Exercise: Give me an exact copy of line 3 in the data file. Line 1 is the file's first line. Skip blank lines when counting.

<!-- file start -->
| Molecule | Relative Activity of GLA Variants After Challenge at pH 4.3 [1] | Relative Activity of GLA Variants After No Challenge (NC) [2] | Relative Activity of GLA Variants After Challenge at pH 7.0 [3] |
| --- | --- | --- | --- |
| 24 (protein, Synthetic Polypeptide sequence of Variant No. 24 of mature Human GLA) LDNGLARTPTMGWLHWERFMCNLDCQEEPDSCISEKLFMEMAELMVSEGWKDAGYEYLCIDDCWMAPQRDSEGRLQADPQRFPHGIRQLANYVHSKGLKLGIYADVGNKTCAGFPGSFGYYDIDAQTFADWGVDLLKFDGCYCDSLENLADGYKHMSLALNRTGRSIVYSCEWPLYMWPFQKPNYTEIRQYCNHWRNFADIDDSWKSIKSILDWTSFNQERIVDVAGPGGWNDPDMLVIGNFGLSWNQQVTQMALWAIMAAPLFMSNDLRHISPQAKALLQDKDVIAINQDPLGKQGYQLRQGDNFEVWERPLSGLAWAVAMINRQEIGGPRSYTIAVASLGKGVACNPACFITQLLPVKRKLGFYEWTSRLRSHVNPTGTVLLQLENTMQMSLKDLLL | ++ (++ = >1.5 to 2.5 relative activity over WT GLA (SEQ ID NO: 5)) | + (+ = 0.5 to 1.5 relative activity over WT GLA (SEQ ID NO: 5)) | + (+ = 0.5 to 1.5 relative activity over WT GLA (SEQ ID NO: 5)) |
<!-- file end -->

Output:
| 24 (protein, Synthetic Polypeptide sequence of Variant No. 24 of mature Human GLA) LDNGLARTPTMGWLHWERFMCNLDCQEEPDSCISEKLFMEMAELMVSEGWKDAGYEYLCIDDCWMAPQRDSEGRLQADPQRFPHGIRQLANYVHSKGLKLGIYADVGNKTCAGFPGSFGYYDIDAQTFADWGVDLLKFDGCYCDSLENLADGYKHMSLALNRTGRSIVYSCEWPLYMWPFQKPNYTEIRQYCNHWRNFADIDDSWKSIKSILDWTSFNQERIVDVAGPGGWNDPDMLVIGNFGLSWNQQVTQMALWAIMAAPLFMSNDLRHISPQAKALLQDKDVIAINQDPLGKQGYQLRQGDNFEVWERPLSGLAWAVAMINRQEIGGPRSYTIAVASLGKGVACNPACFITQLLPVKRKLGFYEWTSRLRSHVNPTGTVLLQLENTMQMSLKDLLL | ++ (++ = >1.5 to 2.5 relative activity over WT GLA (SEQ ID NO: 5)) | + (+ = 0.5 to 1.5 relative activity over WT GLA (SEQ ID NO: 5)) | + (+ = 0.5 to 1.5 relative activity over WT GLA (SEQ ID NO: 5)) |